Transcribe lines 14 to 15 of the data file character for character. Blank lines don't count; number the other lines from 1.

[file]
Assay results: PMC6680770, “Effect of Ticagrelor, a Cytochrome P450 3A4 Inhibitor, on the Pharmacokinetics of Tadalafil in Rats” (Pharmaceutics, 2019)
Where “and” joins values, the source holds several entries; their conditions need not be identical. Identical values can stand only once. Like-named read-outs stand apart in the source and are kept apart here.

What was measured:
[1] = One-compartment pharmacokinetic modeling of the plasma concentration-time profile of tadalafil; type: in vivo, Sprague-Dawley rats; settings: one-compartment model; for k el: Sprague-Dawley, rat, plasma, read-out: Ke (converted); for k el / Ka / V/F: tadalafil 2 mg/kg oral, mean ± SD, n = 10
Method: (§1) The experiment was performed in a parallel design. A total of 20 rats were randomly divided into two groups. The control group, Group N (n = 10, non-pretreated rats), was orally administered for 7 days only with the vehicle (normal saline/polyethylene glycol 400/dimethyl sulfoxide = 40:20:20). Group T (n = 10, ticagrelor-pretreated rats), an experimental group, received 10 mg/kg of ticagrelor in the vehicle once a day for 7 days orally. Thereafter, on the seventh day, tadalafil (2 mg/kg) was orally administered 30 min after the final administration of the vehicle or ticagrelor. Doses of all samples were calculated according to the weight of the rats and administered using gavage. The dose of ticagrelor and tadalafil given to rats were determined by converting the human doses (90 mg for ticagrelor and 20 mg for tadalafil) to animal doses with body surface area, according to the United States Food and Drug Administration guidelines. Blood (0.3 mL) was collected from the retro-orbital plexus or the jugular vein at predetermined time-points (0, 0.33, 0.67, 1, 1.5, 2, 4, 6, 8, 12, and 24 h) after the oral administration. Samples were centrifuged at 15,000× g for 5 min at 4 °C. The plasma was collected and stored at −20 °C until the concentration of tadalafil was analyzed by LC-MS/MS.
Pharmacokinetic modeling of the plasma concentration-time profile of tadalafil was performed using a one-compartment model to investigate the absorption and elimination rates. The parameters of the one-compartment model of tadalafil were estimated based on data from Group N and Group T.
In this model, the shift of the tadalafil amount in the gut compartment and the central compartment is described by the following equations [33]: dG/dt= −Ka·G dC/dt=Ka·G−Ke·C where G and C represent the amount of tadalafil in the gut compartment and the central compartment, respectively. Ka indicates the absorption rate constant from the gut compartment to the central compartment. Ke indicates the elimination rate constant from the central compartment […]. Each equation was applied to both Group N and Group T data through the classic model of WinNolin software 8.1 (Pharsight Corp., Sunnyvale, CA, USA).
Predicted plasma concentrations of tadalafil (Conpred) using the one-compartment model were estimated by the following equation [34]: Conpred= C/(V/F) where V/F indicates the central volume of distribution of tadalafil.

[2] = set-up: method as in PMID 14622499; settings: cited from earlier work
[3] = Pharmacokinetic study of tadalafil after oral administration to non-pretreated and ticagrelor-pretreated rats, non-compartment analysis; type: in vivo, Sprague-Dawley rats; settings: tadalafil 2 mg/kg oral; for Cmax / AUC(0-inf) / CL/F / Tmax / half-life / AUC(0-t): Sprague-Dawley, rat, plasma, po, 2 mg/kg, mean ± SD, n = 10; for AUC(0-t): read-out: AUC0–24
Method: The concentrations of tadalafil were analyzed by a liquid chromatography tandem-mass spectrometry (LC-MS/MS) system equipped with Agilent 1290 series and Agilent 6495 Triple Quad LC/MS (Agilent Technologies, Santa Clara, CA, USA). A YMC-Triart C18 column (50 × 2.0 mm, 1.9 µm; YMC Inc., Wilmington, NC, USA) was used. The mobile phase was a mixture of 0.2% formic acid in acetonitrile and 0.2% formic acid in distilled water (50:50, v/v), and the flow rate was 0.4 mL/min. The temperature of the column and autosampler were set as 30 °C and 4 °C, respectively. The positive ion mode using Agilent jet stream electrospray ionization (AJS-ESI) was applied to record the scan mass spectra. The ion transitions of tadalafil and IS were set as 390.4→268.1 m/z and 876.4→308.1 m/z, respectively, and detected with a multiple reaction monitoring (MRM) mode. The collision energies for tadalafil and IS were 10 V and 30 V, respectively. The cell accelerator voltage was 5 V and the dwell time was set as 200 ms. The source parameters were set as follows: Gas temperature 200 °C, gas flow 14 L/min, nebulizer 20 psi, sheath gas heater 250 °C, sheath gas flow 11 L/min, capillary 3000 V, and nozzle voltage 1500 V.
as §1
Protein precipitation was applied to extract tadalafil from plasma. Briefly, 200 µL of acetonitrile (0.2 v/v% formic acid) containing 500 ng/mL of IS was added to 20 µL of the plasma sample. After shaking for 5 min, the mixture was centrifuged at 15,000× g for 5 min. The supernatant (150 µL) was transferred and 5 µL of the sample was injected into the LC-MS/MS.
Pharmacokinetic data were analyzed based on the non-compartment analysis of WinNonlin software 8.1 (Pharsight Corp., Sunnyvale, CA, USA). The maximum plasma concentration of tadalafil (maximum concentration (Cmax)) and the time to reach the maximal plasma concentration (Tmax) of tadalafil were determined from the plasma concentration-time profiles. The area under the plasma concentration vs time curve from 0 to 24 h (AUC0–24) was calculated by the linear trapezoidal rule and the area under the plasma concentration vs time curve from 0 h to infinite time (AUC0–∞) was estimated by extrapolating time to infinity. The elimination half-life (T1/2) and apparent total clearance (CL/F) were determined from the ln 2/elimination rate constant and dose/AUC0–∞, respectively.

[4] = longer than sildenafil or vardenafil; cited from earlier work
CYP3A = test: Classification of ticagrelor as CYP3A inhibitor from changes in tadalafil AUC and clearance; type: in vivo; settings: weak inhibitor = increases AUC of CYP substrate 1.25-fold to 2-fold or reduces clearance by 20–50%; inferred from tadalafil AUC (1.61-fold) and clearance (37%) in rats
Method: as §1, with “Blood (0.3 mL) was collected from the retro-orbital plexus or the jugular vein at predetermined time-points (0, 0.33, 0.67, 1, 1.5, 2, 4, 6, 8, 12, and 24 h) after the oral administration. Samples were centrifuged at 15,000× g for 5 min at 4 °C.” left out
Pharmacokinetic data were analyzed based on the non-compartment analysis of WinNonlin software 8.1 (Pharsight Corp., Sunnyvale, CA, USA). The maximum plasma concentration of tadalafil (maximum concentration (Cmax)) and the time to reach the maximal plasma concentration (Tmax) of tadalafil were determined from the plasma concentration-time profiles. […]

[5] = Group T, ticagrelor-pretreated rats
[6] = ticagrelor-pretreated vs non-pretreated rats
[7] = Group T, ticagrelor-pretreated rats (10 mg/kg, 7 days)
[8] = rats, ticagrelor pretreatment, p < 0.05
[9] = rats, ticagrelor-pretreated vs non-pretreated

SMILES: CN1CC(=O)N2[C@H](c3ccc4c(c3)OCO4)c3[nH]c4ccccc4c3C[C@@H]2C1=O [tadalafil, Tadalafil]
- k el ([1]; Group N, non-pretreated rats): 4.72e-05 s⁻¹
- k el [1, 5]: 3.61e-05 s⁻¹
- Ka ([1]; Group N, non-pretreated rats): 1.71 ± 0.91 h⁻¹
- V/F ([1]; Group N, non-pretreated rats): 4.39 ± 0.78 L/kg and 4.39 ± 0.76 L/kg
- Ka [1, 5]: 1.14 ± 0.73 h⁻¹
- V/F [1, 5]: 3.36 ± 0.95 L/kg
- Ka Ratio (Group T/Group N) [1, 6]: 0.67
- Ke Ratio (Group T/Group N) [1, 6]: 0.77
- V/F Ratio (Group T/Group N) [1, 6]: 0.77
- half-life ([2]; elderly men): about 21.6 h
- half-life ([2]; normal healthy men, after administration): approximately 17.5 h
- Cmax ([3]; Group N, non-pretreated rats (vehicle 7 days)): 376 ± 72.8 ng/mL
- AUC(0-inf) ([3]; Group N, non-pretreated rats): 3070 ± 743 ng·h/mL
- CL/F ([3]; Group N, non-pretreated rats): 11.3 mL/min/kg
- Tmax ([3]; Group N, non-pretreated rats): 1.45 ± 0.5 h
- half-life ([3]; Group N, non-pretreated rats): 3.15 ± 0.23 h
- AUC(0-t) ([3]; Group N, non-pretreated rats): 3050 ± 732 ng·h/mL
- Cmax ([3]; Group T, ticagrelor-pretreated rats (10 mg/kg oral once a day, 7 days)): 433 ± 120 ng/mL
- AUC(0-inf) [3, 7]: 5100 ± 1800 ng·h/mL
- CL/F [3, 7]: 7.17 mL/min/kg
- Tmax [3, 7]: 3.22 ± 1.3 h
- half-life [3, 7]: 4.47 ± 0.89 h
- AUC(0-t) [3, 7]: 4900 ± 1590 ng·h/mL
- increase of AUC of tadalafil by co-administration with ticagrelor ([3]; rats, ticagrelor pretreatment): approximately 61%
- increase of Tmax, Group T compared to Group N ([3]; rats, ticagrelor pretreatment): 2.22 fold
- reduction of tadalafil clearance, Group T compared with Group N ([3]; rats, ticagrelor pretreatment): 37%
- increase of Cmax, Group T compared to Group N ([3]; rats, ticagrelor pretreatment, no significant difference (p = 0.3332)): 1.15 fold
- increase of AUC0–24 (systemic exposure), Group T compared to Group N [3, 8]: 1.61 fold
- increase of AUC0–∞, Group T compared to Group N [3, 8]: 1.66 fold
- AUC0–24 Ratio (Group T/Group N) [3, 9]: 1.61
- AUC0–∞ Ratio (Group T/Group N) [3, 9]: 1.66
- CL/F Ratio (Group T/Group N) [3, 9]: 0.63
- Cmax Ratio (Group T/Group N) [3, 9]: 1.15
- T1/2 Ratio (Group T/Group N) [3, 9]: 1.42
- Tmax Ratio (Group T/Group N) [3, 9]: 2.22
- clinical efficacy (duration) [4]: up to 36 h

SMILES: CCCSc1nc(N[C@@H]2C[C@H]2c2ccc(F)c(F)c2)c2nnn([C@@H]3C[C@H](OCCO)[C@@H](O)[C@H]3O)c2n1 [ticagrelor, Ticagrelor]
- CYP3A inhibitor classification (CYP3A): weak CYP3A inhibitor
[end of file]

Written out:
Pharmacokinetic data were analyzed based on the non-compartment analysis of WinNonlin software 8.1 (Pharsight Corp., Sunnyvale, CA, USA). The maximum plasma concentration of tadalafil (maximum concentration (Cmax)) and the time to reach the maximal plasma concentration (Tmax) of tadalafil were determined from the plasma concentration-time profiles. The area under the plasma concentration vs time curve from 0 to 24 h (AUC0–24) was calculated by the linear trapezoidal rule and the area under the plasma concentration vs time curve from 0 h to infinite time (AUC0–∞) was estimated by extrapolating time to infinity. The elimination half-life (T1/2) and apparent total clearance (CL/F) were determined from the ln 2/elimination rate constant and dose/AUC0–∞, respectively.

[4] = longer than sildenafil or vardenafil; cited from earlier work